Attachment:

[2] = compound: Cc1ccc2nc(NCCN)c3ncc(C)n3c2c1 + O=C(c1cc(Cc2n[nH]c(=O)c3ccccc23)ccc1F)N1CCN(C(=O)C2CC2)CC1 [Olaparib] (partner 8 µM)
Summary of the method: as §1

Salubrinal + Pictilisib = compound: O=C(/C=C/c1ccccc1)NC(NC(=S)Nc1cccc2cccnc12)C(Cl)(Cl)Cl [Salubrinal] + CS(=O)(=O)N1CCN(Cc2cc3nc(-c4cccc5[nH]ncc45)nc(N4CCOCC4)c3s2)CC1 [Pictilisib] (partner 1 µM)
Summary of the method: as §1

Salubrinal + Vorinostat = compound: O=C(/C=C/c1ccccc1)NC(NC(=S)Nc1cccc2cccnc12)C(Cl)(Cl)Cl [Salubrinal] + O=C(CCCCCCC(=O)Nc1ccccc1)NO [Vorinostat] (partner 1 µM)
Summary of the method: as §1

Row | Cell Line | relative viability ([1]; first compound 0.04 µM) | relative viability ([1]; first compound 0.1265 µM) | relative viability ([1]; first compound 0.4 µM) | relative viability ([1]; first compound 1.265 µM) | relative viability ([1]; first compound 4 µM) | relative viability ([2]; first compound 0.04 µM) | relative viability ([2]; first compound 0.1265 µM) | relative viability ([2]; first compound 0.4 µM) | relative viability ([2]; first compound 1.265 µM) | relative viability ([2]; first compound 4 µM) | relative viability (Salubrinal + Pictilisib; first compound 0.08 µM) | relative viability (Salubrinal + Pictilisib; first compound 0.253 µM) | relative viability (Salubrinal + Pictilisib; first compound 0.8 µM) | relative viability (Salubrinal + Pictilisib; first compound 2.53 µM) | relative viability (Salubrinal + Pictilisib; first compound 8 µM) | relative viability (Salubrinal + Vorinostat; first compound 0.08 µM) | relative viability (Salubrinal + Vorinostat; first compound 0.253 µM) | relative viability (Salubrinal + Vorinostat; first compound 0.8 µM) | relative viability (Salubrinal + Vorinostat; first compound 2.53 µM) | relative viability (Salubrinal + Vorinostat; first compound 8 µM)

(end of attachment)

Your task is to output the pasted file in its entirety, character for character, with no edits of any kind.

[2] = compound: Cc1ccc2nc(NCCN)c3ncc(C)n3c2c1 + O=C(c1cc(Cc2n[nH]c(=O)c3ccccc23)ccc1F)N1CCN(C(=O)C2CC2)CC1 [Olaparib] (partner 8 µM)
Summary of the method: as §1

Salubrinal + Pictilisib = compound: O=C(/C=C/c1ccccc1)NC(NC(=S)Nc1cccc2cccnc12)C(Cl)(Cl)Cl [Salubrinal] + CS(=O)(=O)N1CCN(Cc2cc3nc(-c4cccc5[nH]ncc45)nc(N4CCOCC4)c3s2)CC1 [Pictilisib] (partner 1 µM)
Summary of the method: as §1

Salubrinal + Vorinostat = compound: O=C(/C=C/c1ccccc1)NC(NC(=S)Nc1cccc2cccnc12)C(Cl)(Cl)Cl [Salubrinal] + O=C(CCCCCCC(=O)Nc1ccccc1)NO [Vorinostat] (partner 1 µM)
Summary of the method: as §1

Row | Cell Line | relative viability ([1]; first compound 0.04 µM) | relative viability ([1]; first compound 0.1265 µM) | relative viability ([1]; first compound 0.4 µM) | relative viability ([1]; first compound 1.265 µM) | relative viability ([1]; first compound 4 µM) | relative viability ([2]; first compound 0.04 µM) | relative viability ([2]; first compound 0.1265 µM) | relative viability ([2]; first compound 0.4 µM) | relative viability ([2]; first compound 1.265 µM) | relative viability ([2]; first compound 4 µM) | relative viability (Salubrinal + Pictilisib; first compound 0.08 µM) | relative viability (Salubrinal + Pictilisib; first compound 0.253 µM) | relative viability (Salubrinal + Pictilisib; first compound 0.8 µM) | relative viability (Salubrinal + Pictilisib; first compound 2.53 µM) | relative viability (Salubrinal + Pictilisib; first compound 8 µM) | relative viability (Salubrinal + Vorinostat; first compound 0.08 µM) | relative viability (Salubrinal + Vorinostat; first compound 0.253 µM) | relative viability (Salubrinal + Vorinostat; first compound 0.8 µM) | relative viability (Salubrinal + Vorinostat; first compound 2.53 µM) | relative viability (Salubrinal + Vorinostat; first compound 8 µM)